Colorado lawmakers on Wednesday passed a landmark change to education law that will require teachers to be judged on the performance of their students and put their jobs on the line if they fail.
The final vote came in the state Senate on the last day of the session as senators readopted the House version of the bill. Lawmakers stood and applauded following the 27-8 vote.
More Democrats, including two former teachers, cast votes for the bill the second time around because of a change made in the House allowing an appeals process for teachers who get bad evaluations and are on the verge of losing tenure.
Lawmakers argued over whether it's fair to judge teachers according to student performance, especially when class sizes are growing because of budget cuts, and when parents aren't involved in their child's education. Sen. Mike Johnston, D-Denver, said the debate came down to whether or not people believed that every student, regardless of their income or background, can learn.
"What we're saying is that it matters that every one of those kids will get across the finish line because they're our kids," said Johnston, a freshman lawmaker who spearheaded the change.
The bill now heads to Gov. Bill Ritter, who plans to sign it into law. Backers think it will boost the state's chances of winning $175 million in the second round of the Obama administration's Race to the Top competition.
Under the bill, teachers would be evaluated each year, with at least half of their rating based on whether their students progressed during the school year.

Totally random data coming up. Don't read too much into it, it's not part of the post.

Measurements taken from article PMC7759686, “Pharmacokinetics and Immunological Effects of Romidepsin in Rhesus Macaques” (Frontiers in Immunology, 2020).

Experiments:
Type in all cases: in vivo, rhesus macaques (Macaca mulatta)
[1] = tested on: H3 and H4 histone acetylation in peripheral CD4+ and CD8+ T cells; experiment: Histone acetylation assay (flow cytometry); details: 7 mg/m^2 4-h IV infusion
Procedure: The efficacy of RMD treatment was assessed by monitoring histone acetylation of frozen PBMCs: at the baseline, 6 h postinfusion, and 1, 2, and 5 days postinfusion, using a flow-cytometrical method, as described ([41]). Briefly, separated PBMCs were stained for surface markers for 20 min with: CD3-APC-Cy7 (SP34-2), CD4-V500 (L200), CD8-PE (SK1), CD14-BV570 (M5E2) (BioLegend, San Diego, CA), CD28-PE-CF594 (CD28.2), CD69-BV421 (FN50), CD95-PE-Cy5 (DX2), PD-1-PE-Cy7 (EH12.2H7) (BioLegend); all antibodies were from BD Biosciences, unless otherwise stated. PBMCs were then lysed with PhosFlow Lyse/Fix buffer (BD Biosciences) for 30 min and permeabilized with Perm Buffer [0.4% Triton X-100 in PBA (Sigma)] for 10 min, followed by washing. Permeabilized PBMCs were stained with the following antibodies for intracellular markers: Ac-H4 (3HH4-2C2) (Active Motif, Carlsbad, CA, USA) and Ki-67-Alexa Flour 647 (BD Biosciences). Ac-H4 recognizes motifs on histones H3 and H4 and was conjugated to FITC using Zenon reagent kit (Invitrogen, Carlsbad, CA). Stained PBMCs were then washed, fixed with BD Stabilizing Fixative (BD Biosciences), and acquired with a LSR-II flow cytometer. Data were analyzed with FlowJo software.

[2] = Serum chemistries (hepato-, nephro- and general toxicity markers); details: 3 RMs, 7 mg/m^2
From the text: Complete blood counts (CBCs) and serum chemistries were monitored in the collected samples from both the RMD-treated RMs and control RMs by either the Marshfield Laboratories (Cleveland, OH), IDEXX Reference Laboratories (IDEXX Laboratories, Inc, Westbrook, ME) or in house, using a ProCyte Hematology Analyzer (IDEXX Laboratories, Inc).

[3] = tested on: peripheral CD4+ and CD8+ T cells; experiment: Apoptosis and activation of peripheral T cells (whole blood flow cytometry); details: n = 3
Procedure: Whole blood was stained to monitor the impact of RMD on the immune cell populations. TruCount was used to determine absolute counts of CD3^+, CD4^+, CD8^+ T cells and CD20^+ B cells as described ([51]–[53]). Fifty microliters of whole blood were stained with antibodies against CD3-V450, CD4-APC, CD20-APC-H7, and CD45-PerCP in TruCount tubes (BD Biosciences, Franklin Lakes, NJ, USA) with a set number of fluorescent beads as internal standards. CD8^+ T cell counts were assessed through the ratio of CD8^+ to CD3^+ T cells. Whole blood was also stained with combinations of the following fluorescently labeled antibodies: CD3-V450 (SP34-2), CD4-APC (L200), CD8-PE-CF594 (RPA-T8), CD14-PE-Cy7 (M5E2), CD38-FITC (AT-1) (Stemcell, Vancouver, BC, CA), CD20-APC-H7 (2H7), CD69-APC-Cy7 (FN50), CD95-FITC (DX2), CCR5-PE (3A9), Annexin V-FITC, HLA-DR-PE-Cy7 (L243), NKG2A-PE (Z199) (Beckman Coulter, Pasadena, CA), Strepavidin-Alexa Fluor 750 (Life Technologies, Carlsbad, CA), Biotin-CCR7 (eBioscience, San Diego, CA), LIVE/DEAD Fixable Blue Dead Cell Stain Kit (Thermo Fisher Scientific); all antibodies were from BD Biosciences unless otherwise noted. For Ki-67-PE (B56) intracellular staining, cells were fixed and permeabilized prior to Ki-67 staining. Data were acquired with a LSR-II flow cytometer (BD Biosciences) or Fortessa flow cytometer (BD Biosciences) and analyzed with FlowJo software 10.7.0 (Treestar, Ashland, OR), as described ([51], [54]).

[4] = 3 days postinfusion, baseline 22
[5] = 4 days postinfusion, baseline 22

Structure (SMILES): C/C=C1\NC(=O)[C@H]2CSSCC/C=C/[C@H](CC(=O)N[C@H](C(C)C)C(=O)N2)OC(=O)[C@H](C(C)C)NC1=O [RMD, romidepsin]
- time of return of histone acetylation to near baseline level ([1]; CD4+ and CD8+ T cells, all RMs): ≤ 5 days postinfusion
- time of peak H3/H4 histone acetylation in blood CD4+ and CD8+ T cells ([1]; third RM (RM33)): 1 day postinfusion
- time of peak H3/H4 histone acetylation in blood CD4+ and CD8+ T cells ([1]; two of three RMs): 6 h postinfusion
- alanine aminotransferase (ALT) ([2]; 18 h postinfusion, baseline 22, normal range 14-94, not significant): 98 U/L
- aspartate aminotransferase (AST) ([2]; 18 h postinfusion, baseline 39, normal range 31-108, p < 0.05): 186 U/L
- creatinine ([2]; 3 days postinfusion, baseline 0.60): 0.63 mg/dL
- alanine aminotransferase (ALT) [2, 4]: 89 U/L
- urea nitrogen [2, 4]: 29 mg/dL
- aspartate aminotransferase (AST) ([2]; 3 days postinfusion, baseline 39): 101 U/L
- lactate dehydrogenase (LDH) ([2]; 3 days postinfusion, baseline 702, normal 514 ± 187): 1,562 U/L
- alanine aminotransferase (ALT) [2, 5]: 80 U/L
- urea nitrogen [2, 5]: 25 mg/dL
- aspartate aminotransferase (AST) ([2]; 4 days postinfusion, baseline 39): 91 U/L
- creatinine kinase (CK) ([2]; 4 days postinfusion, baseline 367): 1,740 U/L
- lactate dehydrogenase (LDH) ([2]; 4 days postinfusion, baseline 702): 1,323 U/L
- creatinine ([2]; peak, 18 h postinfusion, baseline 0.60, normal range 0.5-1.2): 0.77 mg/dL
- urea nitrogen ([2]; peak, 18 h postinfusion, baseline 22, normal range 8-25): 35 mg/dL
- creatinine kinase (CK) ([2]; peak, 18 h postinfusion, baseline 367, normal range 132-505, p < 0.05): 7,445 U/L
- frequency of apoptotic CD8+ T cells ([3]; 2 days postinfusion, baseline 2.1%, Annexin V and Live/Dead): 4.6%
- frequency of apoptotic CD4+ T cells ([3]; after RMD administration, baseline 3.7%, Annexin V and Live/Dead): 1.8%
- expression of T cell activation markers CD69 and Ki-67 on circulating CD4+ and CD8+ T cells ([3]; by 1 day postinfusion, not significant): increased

Whether or not their students advance would affect whether they would lose tenure and the right to appeal dismissal that comes with it. Currently, teachers can earn tenure after three years in the classroom.
The details about how that will happen and the criteria teachers will be judged by a council appointed by Ritter.
The bill put Democrats at odds with one of their traditional supporters, the state's largest teachers' union. Many teachers felt betrayed because Ritter had set up a process to figure out how to tie teacher evaluations to student growth in January as part of the state's bid for the first round of Race to the Top. After Colorado lost, Johnston, a former Teach for America teacher and principal, decided to push ahead with a bill that would tie effectiveness to tenure decisions.
Jane Urschel, associate executive director of the Colorado Association of School Boards, said previous attempts to change the evaluation system have failed over the years but this is the first time anyone proposed linking evaluations to tenure decisions. She said only Democrats, given their traditional support for the teachers' union, could tackle the issue, likening it to Nixon going to China.
The bill divided Democrats more sharply in the House, where a core group of teachers-turned-lawmakers fought the bill. They doubted principals would have the time to carefully evaluate teachers and that school districts would have enough money to develop new assessments to evaluate students — and their teachers — not covered by current standardized tests.
But the heart of their opposition was more emotional — frustration with lawmakers rushing ahead to reform education without listening to their experience.
Democratic Rep. Nancy Todd, who spent 25 years teaching, said teachers want to be held accountable but worry that effectiveness will just be measured by the results of testing and not engaging students. She said parents, as well as class size and whether there's extra help, for example, for students with special needs also influence how a student will perform.
"It's not making excuses. It's just saying let's look at the factors," she said.
The Colorado Education Association still opposes the bill but said it was glad that lawmakers slowed down the changes. The details worked out by the governor's council will have to come back to the legislature for approval and teachers with poor evaluations wouldn't be at risk of losing tenure protections until 2015.
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